This shows that the tail of the distribution of {|M_n|} decays exponentially, and gives an estimate on {\mathop{\mathbb E}(|M_n|^p)}. \Box


2.4. The Landau-Shepp-Fernique Theorem


It is a Gaussian analogue of Kahane’s inequality.

Theorem 3 Let {\tau>0}, {\alpha<1}. There exists a constant {c(\tau,\alpha)} with the following effect. Let {G} be a Gaussian vector in a finite dimensional Banach space {E}. Assume that {\mathop{\mathbb P}(|G|>\tau)<\alpha}. Then

\displaystyle  \begin{array}{rcl}  \mathop{\mathbb E}(e^{c|G|^2})\leq \end{array}


Proof: (Inspired from Fernique’s proof). Let {X} and {Y} be independent copies of {G}. Let

\displaystyle  \begin{array}{rcl}  X_{\theta}=\cos\theta X+\sin\theta Y. \end{array}

Note that {X_{\theta}} and {\frac{d}{d\theta}X_{\theta}} are independent. If {f} is a differentiable function on {E},

\displaystyle  \begin{array}{rcl}  f(Y)-f(X)=\int_{0}^{\pi/2}\nabla f(X_{\theta})\cdot Y_{\theta}\,d\theta. \end{array}

By convexity of {x\mapsto e^{sx}}, Jensen’s inequality gives

\displaystyle  \begin{array}{rcl}  \mathop{\mathbb E}(\exp(s\frac{2}{\pi}(f(Y)-f(X))))\leq \frac{2}{\pi}\int_{0}^{\pi/2}\mathop{\mathbb E}(e^{s\nabla f(X_{\theta})\cdot Y_{\theta}})\,d\theta. \end{array}

Lemma 4 Let {X}, {Y} be independent standard Gaussian vectors. If {f} is {1}-Lipschitz on Euclidean space, then

\displaystyle  \begin{array}{rcl}  \mathop{\mathbb E}(e^{\frac{2}{\pi}s(f(Y)-f(X))})\leq e^{s^2 /2}. \end{array}


Jensen again gives

\displaystyle  \begin{array}{rcl}  \mathop{\mathbb E}(e^{\frac{2}{\pi}s(f(Y)-\mathop{\mathbb E}(f(X)))})\leq e^{s^2 /2}. \end{array}

This implies

\displaystyle  \begin{array}{rcl}  \mathop{\mathbb P}(|f(Y)-\mathop{\mathbb E}(f(Y))|>t)\leq e^{-(\frac{2}{\pi}t)^2 /2}. \end{array}

Now {f(x)=|x|_E}. So {|\nabla f|_{E^*}\leq 1}. For all {x\in E},

\displaystyle  \begin{array}{rcl}  |\nabla f(x)\cdot Y_{\theta}|\leq|Y_{\theta}|_E . \end{array}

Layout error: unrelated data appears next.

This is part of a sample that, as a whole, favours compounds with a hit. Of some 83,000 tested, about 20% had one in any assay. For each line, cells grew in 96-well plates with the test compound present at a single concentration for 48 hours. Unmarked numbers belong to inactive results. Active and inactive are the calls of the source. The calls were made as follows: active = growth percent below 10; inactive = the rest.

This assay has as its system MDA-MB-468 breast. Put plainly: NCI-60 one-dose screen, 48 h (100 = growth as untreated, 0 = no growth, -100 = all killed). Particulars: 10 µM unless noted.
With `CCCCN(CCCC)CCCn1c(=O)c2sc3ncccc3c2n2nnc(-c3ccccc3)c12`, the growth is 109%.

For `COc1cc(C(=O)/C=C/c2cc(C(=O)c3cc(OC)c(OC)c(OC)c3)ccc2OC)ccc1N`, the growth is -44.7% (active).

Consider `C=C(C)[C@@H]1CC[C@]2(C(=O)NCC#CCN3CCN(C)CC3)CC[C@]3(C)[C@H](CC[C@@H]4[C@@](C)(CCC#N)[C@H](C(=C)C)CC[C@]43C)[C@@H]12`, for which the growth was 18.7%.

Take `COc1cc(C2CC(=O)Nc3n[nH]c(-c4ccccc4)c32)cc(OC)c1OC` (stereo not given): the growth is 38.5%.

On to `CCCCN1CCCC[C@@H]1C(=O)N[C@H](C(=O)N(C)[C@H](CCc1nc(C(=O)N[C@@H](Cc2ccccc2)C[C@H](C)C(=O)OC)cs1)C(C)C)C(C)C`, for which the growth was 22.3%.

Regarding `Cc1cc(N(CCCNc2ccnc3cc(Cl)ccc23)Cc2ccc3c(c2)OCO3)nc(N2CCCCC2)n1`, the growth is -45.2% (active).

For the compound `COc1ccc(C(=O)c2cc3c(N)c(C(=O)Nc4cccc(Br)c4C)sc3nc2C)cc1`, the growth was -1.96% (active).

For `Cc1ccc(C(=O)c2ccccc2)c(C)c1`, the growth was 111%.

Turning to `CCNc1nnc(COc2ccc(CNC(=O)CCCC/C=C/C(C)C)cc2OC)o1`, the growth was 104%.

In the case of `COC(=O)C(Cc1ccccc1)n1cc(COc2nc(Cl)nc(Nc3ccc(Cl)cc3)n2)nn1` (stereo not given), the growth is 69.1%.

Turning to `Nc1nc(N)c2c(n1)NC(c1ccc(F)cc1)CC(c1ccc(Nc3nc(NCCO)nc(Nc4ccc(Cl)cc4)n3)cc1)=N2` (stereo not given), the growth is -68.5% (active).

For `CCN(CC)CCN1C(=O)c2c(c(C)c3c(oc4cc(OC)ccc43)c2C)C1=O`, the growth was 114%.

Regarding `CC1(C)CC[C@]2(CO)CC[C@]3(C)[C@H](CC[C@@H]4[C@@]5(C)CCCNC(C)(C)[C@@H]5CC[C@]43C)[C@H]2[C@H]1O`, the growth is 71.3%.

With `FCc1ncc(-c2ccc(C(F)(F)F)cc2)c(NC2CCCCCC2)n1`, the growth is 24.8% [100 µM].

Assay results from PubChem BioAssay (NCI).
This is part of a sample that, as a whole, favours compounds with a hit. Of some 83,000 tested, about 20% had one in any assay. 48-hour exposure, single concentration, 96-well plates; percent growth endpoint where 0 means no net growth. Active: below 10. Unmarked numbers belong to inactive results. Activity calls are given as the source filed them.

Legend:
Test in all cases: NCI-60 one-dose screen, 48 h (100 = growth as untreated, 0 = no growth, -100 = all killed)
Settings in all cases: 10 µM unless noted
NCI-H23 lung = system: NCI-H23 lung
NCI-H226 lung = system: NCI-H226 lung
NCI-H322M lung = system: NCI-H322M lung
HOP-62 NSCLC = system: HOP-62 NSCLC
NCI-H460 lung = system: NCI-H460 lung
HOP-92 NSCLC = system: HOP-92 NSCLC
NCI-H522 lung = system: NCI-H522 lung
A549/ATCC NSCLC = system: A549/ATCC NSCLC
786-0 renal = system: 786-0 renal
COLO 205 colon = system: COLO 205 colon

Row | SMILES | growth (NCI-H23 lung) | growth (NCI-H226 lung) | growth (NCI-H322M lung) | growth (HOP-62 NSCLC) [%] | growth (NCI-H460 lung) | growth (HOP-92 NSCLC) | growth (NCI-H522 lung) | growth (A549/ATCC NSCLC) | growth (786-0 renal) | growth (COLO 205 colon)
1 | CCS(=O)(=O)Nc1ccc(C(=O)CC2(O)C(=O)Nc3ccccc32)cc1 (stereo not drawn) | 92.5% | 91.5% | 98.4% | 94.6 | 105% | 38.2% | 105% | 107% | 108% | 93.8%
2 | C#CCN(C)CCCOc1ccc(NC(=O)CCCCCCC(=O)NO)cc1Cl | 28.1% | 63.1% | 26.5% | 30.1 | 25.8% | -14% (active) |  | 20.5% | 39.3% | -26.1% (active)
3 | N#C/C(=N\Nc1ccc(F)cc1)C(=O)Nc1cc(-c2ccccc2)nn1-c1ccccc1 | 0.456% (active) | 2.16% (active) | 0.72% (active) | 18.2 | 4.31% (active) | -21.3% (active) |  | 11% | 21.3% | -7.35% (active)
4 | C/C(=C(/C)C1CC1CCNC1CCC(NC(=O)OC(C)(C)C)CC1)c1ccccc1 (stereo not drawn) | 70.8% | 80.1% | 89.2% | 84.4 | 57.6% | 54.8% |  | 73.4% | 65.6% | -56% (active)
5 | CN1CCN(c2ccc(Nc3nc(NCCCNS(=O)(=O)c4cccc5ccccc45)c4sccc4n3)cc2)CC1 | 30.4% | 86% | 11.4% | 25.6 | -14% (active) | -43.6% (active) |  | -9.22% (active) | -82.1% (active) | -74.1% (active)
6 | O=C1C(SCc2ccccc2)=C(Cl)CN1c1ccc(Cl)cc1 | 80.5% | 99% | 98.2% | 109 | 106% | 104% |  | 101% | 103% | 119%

So our assumption gives

\displaystyle  \begin{array}{rcl}  \mathop{\mathbb P}(|\nabla f(x)\cdot Y_{\theta}|>\tau)<\alpha, \end{array}

and this yields a bound on variance

\displaystyle  \begin{array}{rcl}  \mathop{\mathbb E}(|\nabla f(x)\cdot Y_{\theta}|^2)\leq\kappa(\tau,\alpha). \end{array}

Therefore {\mathop{\mathbb E}(\exp(s\frac{2}{\pi}(f(Y)-f(X))))\leq e^{s^2 \kappa^2 /2}}. By independence,

\displaystyle  \begin{array}{rcl}  \mathop{\mathbb E}(\exp(s\frac{2}{\pi}(|Y|)))\leq \end{array}



2.5. Type and cotype


Definition 5 Let {X} be a normed space. Say that {X} has type {p} if there exists a constant {T_p} such that for all sets of vectors {x_i \in X},

\displaystyle  \begin{array}{rcl}  \mathop{\mathbb E}(|\sum_{i}\epsilon_i x_i|)\leq T_p (\sum_{i}|x_i|^p)^{1/p}. \end{array}

Say that {X} has cotype {q} if there exists a constant {C_q} such that for all sets of vectors {x_i \in X}, the reverse inequality holds, i.e.

\displaystyle  \begin{array}{rcl}  (\sum_{i}|x_i|^p)^{1/p}\leq C_q \mathop{\mathbb E}(|\sum_{i}\epsilon_i x_i|). \end{array}


If all {x_i} are colinear, this boils down to a {1}-dimensional inequalityn which holds iff {1\leq p\leq 2}. So type always belongs to {[1,2]} and similarly cotype always belongs to {[2,\infty)}.

Note that type {p} implies type {r} for {1\leq r\leq p}. Every Banach space has type {1} and cotype {\infty}, by the triangle inequality.

In the {T_p} inequality, thanks to Kahane, one can replace the {L_1}-norm on the left-hand side by an {L_r} norm.

Using Khintchin,

Example 1 If {1\leq r\leq 2}, {L^r} has type {p} and cotype {2}. If {2\leq r<\infty}, {L^r} has type {2} and cotype {r}.


These values are sharp. Indeed, {\ell_p} embeds in {L_p (0,1)}. If {(e_n)} is the standard basis of {\ell_p}, then

\displaystyle  \begin{array}{rcl}  \mathop{\mathbb E}(|\sum_{i}\epsilon_i e_i|_{\ell_p})=n^{1/p}, \end{array}

and this shows that type has to be {\leq p}.


2.6. Properties of type and cotype


  1. Type and cotype pass to subspaces.
  2. Type passes to quotients.
  3. If {X} has type {p}, then {X^*} has cotype {p'=\frac{p}{p-1}}.

Tomorrow, I will discuss ultraproducts, a tool to construct large Banach spaces reflecting properties of much smaller spaces.






About metric2011

metric2011 is a program of Centre Emile Borel, an activity of Institut Henri Poincaré, 11 rue Pierre et Marie Curie, 75005 Paris, France. See